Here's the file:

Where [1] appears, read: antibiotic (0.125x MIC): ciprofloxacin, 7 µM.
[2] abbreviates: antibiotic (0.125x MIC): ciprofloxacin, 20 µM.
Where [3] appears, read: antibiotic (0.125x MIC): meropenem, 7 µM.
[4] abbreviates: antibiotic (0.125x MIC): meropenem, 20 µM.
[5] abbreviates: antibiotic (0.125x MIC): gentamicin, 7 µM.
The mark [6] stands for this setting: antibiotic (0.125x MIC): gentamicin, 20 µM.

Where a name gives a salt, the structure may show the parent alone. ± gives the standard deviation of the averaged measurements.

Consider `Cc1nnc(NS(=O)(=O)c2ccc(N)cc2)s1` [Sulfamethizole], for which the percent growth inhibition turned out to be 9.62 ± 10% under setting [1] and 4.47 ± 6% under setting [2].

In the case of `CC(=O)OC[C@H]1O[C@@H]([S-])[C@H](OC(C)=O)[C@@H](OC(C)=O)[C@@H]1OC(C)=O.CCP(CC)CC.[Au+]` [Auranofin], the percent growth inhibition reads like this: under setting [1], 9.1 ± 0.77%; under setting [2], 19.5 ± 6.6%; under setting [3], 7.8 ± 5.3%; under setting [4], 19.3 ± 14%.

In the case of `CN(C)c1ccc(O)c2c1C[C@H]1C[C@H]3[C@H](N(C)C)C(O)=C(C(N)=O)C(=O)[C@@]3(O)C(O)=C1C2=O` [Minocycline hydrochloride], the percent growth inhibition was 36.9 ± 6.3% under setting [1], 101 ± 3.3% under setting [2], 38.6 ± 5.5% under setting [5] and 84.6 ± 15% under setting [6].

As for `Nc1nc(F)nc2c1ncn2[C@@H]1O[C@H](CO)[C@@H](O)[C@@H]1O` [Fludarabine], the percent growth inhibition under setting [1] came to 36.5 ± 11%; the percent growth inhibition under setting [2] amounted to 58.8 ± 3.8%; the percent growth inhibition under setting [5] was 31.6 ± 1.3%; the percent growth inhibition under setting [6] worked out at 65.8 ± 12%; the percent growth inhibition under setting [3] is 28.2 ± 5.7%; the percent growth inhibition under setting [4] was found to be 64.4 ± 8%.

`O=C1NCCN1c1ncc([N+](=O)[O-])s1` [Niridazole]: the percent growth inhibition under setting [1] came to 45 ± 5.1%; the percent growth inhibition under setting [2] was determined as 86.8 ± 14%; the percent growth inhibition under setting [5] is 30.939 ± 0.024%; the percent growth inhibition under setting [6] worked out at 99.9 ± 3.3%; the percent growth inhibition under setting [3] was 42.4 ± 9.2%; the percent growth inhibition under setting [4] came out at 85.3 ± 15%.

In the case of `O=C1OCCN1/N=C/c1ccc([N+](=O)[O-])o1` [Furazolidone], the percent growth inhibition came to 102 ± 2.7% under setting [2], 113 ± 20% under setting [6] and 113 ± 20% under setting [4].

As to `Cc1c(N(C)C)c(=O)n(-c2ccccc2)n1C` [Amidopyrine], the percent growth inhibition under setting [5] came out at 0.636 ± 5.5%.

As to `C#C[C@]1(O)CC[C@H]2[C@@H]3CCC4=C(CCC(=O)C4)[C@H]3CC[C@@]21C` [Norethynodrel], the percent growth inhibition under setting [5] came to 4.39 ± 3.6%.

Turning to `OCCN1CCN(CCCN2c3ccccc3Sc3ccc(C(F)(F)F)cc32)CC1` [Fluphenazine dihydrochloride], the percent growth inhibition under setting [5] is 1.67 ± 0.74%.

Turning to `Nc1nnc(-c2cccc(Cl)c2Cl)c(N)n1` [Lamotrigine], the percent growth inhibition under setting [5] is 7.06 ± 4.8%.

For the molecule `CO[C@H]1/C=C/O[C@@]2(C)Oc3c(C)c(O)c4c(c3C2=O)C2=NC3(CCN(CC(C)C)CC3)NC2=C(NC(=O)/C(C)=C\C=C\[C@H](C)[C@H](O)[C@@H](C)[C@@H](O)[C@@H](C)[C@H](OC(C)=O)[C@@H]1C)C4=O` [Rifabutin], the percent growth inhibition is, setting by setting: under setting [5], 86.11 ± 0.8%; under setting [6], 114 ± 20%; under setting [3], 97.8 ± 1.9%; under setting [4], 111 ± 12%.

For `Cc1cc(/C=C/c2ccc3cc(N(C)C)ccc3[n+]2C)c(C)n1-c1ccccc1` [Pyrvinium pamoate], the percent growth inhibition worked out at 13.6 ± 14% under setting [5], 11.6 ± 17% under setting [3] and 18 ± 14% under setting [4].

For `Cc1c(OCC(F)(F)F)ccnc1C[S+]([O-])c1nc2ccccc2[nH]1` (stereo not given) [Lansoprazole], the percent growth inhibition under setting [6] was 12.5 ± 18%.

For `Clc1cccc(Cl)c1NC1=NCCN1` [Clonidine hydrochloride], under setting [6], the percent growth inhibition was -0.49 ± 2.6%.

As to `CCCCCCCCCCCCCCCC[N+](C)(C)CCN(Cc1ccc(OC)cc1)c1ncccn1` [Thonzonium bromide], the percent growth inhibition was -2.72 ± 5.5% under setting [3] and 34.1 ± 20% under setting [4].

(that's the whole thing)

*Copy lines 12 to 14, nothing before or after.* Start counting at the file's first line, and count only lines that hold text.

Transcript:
`O=C1NCCN1c1ncc([N+](=O)[O-])s1` [Niridazole]: the percent growth inhibition under setting [1] came to 45 ± 5.1%; the percent growth inhibition under setting [2] was determined as 86.8 ± 14%; the percent growth inhibition under setting [5] is 30.939 ± 0.024%; the percent growth inhibition under setting [6] worked out at 99.9 ± 3.3%; the percent growth inhibition under setting [3] was 42.4 ± 9.2%; the percent growth inhibition under setting [4] came out at 85.3 ± 15%.

In the case of `O=C1OCCN1/N=C/c1ccc([N+](=O)[O-])o1` [Furazolidone], the percent growth inhibition came to 102 ± 2.7% under setting [2], 113 ± 20% under setting [6] and 113 ± 20% under setting [4].

As to `Cc1c(N(C)C)c(=O)n(-c2ccccc2)n1C` [Amidopyrine], the percent growth inhibition under setting [5] came out at 0.636 ± 5.5%.